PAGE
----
The No. 2 seed is No. 7 Georgia, which will be playing on its home course. Alabama and Georgia have been running into each other a lot this spring. Georgia edged the Crimson Tide, 3.5-1.5, in the final of the Liz Murphey Collegiate Classic at the UGA course last month. The teams finished in a tie for second in the SEC Championship at Greystone Golf & Country Club in Birmingham, Ala. behind Florida, which is the top seed in the Columbus Regional.
Big Ten runnerup Northwestern, ranked 11th, is the third seed, No. 14 Arizona is seeded fourth and No. 18 Baylor is seeded fifth.
One of the real wild cards in Athens will be North Carolina’s ACC rival, Wake Forest, which is ranked 22nd and seeded sixth. The Demon Deacons have two of the top players in college golf in Sierra Sims, a senior from Austin, Texas, and Jennifer Kupcho, a sophomore from Littleton, Colo. They also have an old friend of Walker’s, junior Erica Herr, a two-time PIAA Class AAA champion at Council Rock North.
But injuries have hit the Wake Forest lineup hard. If Antonia Eberhard, a sophomore from Germany, and Sierra Brooks, a freshman from Sorrento, Fla. and the runnerup at the 2015 UJ.S. Women’s Amateur, can get back in the lineup, Wake Forest is a formidable team. If not, the Demon Deacons may be looking at a repeat of the ACC Championship when they finished last.
I would consider North Carolina as a team completely capable of outplaying its No. 9 seed and crashing the top six.
Another dangerous team in Athens has to be No. 14 Michigan State, which has won the last two tournaments it’s played, including the Big Ten Championship where the Spartans stunned Northwestern, which appeared to be on its way to an easy team win, with a final-round surge.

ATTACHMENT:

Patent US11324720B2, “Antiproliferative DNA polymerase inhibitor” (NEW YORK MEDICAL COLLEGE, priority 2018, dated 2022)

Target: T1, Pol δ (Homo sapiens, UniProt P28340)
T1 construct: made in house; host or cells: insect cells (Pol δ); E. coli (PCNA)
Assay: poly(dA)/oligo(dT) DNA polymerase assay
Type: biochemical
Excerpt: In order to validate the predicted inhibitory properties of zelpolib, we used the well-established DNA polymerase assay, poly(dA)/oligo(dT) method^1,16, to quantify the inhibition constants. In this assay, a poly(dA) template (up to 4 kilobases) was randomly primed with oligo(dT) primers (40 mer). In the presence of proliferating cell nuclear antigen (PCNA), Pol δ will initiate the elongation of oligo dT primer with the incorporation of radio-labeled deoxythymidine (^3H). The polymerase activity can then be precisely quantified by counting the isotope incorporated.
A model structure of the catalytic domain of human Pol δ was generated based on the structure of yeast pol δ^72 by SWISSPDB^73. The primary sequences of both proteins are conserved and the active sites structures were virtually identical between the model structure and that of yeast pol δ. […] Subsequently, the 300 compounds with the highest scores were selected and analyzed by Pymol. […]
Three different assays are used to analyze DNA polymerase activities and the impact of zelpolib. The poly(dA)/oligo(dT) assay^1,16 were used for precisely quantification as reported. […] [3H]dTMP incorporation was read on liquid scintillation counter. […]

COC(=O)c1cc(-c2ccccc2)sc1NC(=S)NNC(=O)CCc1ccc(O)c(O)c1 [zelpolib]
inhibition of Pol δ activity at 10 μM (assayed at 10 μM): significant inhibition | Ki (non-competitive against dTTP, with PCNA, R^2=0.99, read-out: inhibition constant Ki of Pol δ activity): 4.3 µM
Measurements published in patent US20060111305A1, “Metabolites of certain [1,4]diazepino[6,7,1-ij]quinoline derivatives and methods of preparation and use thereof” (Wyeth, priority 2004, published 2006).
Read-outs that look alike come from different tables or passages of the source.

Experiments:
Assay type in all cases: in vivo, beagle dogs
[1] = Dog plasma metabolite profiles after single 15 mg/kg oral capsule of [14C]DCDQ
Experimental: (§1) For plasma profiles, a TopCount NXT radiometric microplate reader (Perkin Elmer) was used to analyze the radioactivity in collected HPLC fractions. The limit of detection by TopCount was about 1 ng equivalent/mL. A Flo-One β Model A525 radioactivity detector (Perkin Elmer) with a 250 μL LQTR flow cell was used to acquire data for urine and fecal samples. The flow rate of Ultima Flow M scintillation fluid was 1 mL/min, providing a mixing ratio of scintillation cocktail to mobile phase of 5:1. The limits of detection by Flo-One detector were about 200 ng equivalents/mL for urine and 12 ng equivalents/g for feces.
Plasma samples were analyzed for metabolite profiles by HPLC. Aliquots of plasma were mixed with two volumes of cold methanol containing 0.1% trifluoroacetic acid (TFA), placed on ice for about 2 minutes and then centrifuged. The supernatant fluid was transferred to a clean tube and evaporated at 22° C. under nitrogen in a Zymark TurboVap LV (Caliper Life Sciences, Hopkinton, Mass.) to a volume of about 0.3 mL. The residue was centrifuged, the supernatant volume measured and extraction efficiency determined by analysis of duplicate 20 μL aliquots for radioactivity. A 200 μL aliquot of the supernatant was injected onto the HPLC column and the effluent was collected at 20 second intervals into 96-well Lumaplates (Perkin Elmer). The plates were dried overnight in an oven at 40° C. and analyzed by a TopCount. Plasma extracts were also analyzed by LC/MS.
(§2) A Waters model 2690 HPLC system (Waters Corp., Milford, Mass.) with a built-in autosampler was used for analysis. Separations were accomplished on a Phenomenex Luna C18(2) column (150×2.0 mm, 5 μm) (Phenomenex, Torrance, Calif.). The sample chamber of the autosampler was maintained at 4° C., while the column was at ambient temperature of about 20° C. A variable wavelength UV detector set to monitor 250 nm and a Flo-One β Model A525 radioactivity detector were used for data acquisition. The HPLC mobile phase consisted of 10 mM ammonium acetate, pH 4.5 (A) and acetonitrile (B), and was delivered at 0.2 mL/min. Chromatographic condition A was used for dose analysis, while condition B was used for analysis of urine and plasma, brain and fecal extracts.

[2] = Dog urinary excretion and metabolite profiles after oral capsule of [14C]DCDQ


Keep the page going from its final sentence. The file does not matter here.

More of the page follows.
There are no easy roads to Rich Harvest Farms, though. ACC champion Duke and Leona Maguire, the junior from Ireland who is the No. 1 player in the Women’s World Amateur Golf Ranking, are seeded third at the Albuquerque Regional behind No. 1 Stanford and No. 6 Southern California, fabulously talented teams all of them.
No. 4 Florida might be playing the best golf of anybody and will run into in-state rival Florida State and SEC rivals South Carolina, featuring SEC individual champion Katelyn Dambaugh, and Arkansas in the Columbus Regional.
Nice to see Notre Dame’s Emma Albrecht, a sophomore from Ormond Beach, Fla., get an invitation to the Columbus Regional as an individual. I have paid a little extra attention to the Irish due to the presence of former Mount St. Joseph standout Isabella DiLisio, the 2013 PIAA Class AAA champion, in their lineup. Albrecht has been the most consistent player all year on a pretty good Notre Dame team.
No. 2 UCLA, coming off a rampaging win in the Pac-12 Championship, is the top seed in the Lubbock, Texas. There are a bunch of Texas teams, not to mention No. 23 Oklahoma, in Lubbock, led by Big 12 champion Texas, and somehow teams from that neck of the woods always seem to have more of an advantage when they’re playing close to home.
Some really good golf teams will be heading home next Wednesday when the four regionals conclude. It is a testament to the wealth of worldwide talent that is playing Division I college golf these days. Much like Brynn Walker about this time a year ago, I can’t wait to see it get started.